Given the decision by EPA that CAIR will satisfy BART for those EGUs in states that participated in the CAIR program, special circumstances affect BART determinations conducted for those facilities in CAIR states, as discussed below. The Clean Air Interstate Rule, or CAIR, is a cap and trade program for SO 2 and NO x emissions that is intended to address the interstate transport of these pollutants. By requiring a large number of eastern states to reduce emissions of these pollutants from EGUs, the level of transported sulfate and nitrate fine particulate matter as well as ground-level ozone and precursor pollutants is anticipated to be greatly reduced. EPA has stated that a state’s participation in the CAIR program will serve as BART for BARTeligible EGUs that are also subject to the CAIR provisions. This included all BART-eligible EGUs in Pennsylvania, Delaware, Maryland, the District of Columbia, New Jersey, and New York. Those EGUs located in Connecticut and Massachusetts are also included in the CAIR program, but only with respect to their emissions of ozone season NO x. While BART determinations still must be conducted for all BART-eligible sources, it is anticipated that in CAIR states, adoption of the CAIR program will satisfy BART for the BART-eligible EGUs subject to CAIR for the specific pollutants covered under the rule. <State/Tribe name> is using its participation in CAIR to exempt BART-eligible EGUs from BART, supporting documentation can be found in Appendix <appendix number>. 8.6 Description of BART Alternative for Any Source In section (e)(2) of the Regional Haze Rule provides that a state may opt to implement an emissions trading program or other alternative measure rather than to require sources subject to BART to install, operate, and maintain BART. To do so, the State must demonstrate that this emissions trading program or other alternative measure will achieve greater reasonable progress than would be achieved through the installation and operation of BART. To make this demonstration, the State must submit an implementation plan containing the elements listed in Section (e)(2). <No alternative measure (other than CAIR for EGUs under Section (e)(4))> or <The following alternative measure> is proposed. EPA has provided the justification for using CAIR as BART for EGUs. <State to add description of any alternative it is proposing.> 8.7 Schedule for BART Implementation As provided in 40 CFR §51.308(e)(1)(iv) BART must be in operation for each applicable source no later than five years after SIP/TIP approval. The <State/Tribe name> is requiring that each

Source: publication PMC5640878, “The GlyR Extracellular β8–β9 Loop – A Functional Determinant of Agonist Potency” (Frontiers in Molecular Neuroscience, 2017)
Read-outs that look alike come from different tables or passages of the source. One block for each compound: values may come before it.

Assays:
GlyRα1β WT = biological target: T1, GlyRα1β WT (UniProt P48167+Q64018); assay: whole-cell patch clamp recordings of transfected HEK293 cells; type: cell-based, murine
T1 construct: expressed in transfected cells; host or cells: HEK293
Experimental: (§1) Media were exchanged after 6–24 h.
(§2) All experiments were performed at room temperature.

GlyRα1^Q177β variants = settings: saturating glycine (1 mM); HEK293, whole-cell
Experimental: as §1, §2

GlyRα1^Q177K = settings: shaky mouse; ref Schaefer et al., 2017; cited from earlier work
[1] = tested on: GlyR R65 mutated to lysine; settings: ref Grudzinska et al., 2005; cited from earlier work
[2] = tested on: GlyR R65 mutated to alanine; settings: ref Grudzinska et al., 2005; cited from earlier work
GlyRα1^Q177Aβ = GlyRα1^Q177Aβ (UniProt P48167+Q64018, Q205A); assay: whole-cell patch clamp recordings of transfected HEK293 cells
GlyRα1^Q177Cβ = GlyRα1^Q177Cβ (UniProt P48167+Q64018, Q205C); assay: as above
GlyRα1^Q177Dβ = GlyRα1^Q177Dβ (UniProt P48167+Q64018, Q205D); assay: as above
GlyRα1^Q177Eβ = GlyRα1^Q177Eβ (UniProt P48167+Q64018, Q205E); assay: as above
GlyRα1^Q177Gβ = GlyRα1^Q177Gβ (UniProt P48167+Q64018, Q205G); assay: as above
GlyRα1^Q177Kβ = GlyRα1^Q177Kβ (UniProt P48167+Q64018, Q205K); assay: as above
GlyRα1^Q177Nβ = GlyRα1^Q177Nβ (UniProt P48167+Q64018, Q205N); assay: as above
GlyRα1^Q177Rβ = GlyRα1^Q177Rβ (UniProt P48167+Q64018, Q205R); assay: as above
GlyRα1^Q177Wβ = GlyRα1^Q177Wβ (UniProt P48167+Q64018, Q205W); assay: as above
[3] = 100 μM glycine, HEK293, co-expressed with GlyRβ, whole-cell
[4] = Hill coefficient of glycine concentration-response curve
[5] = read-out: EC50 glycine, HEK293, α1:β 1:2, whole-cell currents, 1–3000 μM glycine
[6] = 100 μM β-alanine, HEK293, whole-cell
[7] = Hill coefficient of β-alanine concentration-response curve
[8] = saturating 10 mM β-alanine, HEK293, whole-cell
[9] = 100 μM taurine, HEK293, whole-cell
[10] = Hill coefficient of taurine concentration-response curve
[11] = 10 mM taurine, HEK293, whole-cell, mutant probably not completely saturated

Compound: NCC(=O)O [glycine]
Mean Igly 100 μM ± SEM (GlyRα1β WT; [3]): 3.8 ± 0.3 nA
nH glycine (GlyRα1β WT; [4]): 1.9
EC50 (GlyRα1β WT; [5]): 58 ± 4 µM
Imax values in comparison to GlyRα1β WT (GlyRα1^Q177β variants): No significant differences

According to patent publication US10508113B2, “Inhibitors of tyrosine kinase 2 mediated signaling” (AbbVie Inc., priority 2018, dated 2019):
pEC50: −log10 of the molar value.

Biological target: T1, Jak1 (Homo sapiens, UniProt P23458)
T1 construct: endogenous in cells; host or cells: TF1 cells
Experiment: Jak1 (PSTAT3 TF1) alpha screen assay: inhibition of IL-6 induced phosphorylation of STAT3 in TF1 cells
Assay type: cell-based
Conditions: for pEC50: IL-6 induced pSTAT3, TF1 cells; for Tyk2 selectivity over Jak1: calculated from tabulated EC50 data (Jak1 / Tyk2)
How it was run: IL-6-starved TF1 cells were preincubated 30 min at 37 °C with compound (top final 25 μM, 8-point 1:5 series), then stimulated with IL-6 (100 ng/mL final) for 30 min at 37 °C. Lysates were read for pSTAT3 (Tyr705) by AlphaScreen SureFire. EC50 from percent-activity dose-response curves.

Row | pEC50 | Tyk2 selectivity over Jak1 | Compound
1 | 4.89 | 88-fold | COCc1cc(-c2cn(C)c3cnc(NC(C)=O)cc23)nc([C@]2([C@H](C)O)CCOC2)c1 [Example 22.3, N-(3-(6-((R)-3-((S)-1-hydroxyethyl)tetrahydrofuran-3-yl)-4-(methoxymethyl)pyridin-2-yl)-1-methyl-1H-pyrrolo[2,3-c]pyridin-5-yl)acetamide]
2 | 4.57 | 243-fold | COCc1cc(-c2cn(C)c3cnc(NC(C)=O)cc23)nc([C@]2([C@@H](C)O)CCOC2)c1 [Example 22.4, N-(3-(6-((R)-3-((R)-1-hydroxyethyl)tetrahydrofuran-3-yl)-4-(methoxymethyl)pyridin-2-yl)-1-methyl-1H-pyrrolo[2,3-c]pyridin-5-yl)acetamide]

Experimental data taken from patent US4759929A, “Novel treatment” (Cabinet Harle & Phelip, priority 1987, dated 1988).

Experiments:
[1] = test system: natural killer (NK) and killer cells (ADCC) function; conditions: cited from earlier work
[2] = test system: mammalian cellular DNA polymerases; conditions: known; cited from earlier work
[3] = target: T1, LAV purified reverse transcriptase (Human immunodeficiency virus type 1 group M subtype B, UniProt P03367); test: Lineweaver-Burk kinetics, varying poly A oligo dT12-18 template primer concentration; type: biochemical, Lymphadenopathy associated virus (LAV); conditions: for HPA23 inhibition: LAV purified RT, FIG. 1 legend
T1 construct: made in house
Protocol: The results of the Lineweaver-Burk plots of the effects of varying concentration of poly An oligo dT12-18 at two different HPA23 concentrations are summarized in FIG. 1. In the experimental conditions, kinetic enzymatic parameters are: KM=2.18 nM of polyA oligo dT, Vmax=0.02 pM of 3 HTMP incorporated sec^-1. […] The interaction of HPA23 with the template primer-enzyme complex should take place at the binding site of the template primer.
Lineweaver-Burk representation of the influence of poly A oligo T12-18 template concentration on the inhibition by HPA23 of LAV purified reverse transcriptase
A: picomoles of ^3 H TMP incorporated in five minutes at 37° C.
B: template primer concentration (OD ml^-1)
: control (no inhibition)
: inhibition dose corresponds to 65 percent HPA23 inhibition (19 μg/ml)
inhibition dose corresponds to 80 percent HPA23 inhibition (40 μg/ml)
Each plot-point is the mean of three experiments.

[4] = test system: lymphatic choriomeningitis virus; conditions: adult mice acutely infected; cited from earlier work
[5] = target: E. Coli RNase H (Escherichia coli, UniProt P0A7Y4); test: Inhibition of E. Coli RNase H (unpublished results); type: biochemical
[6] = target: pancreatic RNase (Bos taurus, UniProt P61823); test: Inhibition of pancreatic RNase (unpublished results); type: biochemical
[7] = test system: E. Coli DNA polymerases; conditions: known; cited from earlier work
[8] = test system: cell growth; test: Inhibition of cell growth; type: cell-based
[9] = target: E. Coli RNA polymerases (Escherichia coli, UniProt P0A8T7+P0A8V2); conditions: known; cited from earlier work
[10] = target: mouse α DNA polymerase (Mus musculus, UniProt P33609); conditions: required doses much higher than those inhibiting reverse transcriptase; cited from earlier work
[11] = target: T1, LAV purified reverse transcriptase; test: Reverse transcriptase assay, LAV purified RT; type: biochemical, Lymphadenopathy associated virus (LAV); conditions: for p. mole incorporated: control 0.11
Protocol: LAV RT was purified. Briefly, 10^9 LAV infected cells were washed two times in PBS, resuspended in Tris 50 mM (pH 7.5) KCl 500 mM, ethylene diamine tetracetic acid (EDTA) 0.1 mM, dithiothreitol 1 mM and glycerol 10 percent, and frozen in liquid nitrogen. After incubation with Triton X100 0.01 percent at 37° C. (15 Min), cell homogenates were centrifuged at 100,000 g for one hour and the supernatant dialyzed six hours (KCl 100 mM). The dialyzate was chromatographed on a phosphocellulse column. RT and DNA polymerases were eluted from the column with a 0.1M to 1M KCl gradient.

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Draft April 30, 2008 source subject to BART shall install and operate BART as expeditiously as practicable but in no event later than five years after approval of the SIP/TIP or plan revision by EPA. As provided in 40 CFR §51.308(e)(1)(v) the Title V operating permits for BART sources must include a requirement that each source maintain the control equipment and establish procedures to ensure such equipment is properly operated and maintained. This requirement will be included in the Title V operating permit for each source subject to BART. Copies of the draft Title V operating permits for each source are included in Appendix <insert letter>.